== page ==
Name of the Snake (1964)
What's the Name of That Town? (1964)
Mad Man (1964)
Pig in a Pokey (1964)
The Man with the Speckled Eyes (1964)
Slow Tuesday Night (1965)
Guesting Time (1965)
In Our Block (1965)
Hog-Belly Honey (1965)
Nine Hundred Grandmothers (1966)
Golden Trabant (1966)
Among the Hairy Earthmen (1966)
Narrow Valley (1966)
Primary Education of the Camiroi (1966) also appeared as:
Variant Title: The Primary Education of the Camiroi (1966)
The Man Who Never Was (1967)
The Hole on the Corner (1967)
Thus We Frustrate Charlemagne (1967)
Ginny Wrapped in the Sun (1967)
Land of the Great Horses (1967)
Camels and Dromedaries, Clem (1967)
Polity and Custom of the Camiroi (1967)
The Ultimate Creature (1967)
One at a Time (1968)
Maybe Jones and the City (1968)
How They Gave It Back (1968)
McGruder's Marvels (1968)
This Grand Carcass (1968) also appeared as:
Variant Title: This Grand Carcass Yet (1968)
Cliffs That Laughed (1969)
Configuration of the North Shore (1969)
Entire and Perfect Chrysolite (1970)
Hands of the Man (1970)
Ride a Tin Can (1970)
Old Foot Forgot (1970)
About a Secret Crocodile (1970)
The Cliff Climbers (1970)
Condillac's Statue, or Wrens in His Head (1970)
Interurban Queen (1970)
All Pieces of a River Shore (1970)
Been a Long, Long Time (1970)
Sky (1971)
Nor Limestone Islands (1971)
When All the Lands Pour Out Again (1971)
Groaning Hinges of the World (1971)
The Man Underneath (1971)
Enfant Terrible (1971)
All But the Words (1971)
Boomer Flats (1971)
Bubbles When They Burst (1971)
Eurema's Dam (1972)
Once on Aranea (1972)
A Special Condition in Summit City (1972)
Rang Dang Kaloof (1972)
Dorg (1972)
In Outraged Stone (1973)
The Ungodly Mice of Doctor Drakos (1973)
The Wooly World of Barnaby Sheen (1973)
Four Sides of Infinity (1973)
Barnaby's Clock (1973)
Symposium (1973)
The Two-Headed Lion of Cris Benedetti (1973)
The Hellaceous Rocket of Harry O'Donovan (1973)
Rogue Raft (1973)
Parthen (1973)
Ghost in the Corn Crib (1973)
The World as Will and Wallpaper (1973)
Seven Story Dream (1973)
Days of Grass, Days of Straw (1973)
By the Seashore (1973)
And Name My Name (1974)
The Most Forgetable Story in the World (1974)
The Man with the Aura (1974) also appeared as:
Variant Title: Tom O'Shanty's Aura (1974)
And Mad Undancing Bears (1974)
And Read the Flesh Between the Lines (1974)
Royal Licorice (1974)
Endangered Species (1974)
For All Poor Folks at Picketwire (1975)
Great Day in the Morning (1975)
Old Halloweens on the Guna Slopes (1975)
The Skinny People of Leptophlebo Street (1975)
Fog in My Throat (1976)
Cabrito (1976)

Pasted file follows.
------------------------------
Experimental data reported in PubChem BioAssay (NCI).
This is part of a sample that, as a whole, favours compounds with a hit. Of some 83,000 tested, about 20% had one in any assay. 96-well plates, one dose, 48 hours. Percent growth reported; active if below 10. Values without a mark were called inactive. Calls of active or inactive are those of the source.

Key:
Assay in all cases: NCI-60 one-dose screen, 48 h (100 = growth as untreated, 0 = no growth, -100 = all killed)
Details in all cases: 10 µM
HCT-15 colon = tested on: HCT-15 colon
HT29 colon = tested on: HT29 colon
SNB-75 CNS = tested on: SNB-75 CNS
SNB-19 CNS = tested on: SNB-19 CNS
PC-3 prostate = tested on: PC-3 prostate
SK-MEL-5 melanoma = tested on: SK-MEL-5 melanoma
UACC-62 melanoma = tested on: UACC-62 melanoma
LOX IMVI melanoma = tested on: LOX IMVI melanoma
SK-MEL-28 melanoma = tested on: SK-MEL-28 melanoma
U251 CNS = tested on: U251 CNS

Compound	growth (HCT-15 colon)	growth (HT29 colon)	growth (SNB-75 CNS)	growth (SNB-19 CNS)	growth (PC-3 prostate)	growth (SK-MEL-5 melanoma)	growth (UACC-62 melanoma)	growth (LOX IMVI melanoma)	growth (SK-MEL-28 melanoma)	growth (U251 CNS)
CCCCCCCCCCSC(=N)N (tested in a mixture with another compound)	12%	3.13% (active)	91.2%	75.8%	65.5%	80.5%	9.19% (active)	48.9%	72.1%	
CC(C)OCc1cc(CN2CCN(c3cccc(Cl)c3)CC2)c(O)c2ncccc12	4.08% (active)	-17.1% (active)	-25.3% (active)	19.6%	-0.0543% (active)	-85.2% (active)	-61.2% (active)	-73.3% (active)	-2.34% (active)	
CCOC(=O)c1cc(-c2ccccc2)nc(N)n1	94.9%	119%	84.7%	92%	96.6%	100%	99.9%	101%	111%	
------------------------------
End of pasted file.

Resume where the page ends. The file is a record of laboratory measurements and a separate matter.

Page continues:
Horns on Their Heads (1976)
Funnyfingers (1976)
Love Affair With Ten Thousand Springs (1976)
The Hand with One Hundred Fingers (1976)
Oh Tell Me Will It Freeze Tonight (1976)
Assault on Fat Mountain (1976)
Puddle on the Floor (1976)
Berryhill (1976)
Oh, Those Trepidatious Eyes! (1977)
Brain Fever Season (1977)
Thou Whited Wall (1977)
Fall of Pebble-Stones (1977)
Bequest of Wings (1978)
Bright Coins in Never-Ending Stream (1978)
Splinters (1978)
Bright Flightways (1978)
Oh Tell Me It Will Freeze Tonight (1979)
Rainy Day in Halicarnasses (1979)
Almost Perfect (1980)
Phoenic' (1980) also appeared as:
Variant Title: Phoenic (1980)
Lord Torpedo, Lord Gyroscope (1980)
And All the Skies Are Full of Fish (1980)
The Only Tune That He Could Play (1980)
Crocodile (1980)
New People (1981)
In Deepest Glass (1981)
You Can't Go Back (1981)
Golden Gate (1982)
Six Leagues From Lop (1982)
Great Tom Fool or The Conundrum of the Calais Customhouse Coffers (1982)
Thieving Bear Planet (1982)
Square and Above Board (1982)
Ifrit (1982)
Calamities of the Last Pauper (1982) also appeared as:
Variant Title: Calamities of Last Pauper (1982)
One-Eyed Mocking-Bird (1982)
Marsilia V (1982)
Make Sure the Eyes Are Big Enough (1982)
Tongues of the Matagorda (1982)
This Boding Itch (1982)
Company in the Wings (1983)
What Big Tears the Dinosaur's (1983)
Unique Adventure Gone (1983)
Snake in His Bosom (1983)
Posterior Analytics (1983)
Pleasures and Palaces (1983)
Jack Bang's Eyes (1983)
Haruspex (1983)
Heart of Stone, Dear (1983)
The End of Outward (1983)
And You Did Not Wail (1983)
Bird-Master (1983)
Faith Sufficient (1983)
In the Turpentine Trees (1983)
The Last Astronomer (1983)
Pine Castle (1983)
Two For Four Ninety-Five (1984)
Of Laughter and the Love of Friends (1984)
The Effigy Histories (1984)
I'll See It Done and Then I'll Die (1984)
The Ninety-Ninth Cubicle (1984) also appeared as:
Variant Title: 99th Cubicle (1984)
And Some in Velvet Gowns (1984)
The Doggone Highly Scientific Door (1984)
Oh Whatta You Do When the Well Runs Dry? (1984)
The Man Who Made Models (1984)
John Salt (1985)
All Hollow Though You Be (1985)
Ewe Lamb (1985)
Slippery (1985)
Magazine Section (1985)
Junkyard Thoughts (1986)
Inventions Bright and New (1986)
Something Rich and Strange (1986)
Along the San Pennatus Fault (1986)
Gray Ghost: A Reminiscence (1987)
The Story of Little Briar-Rose, A Scholarly Study (1988)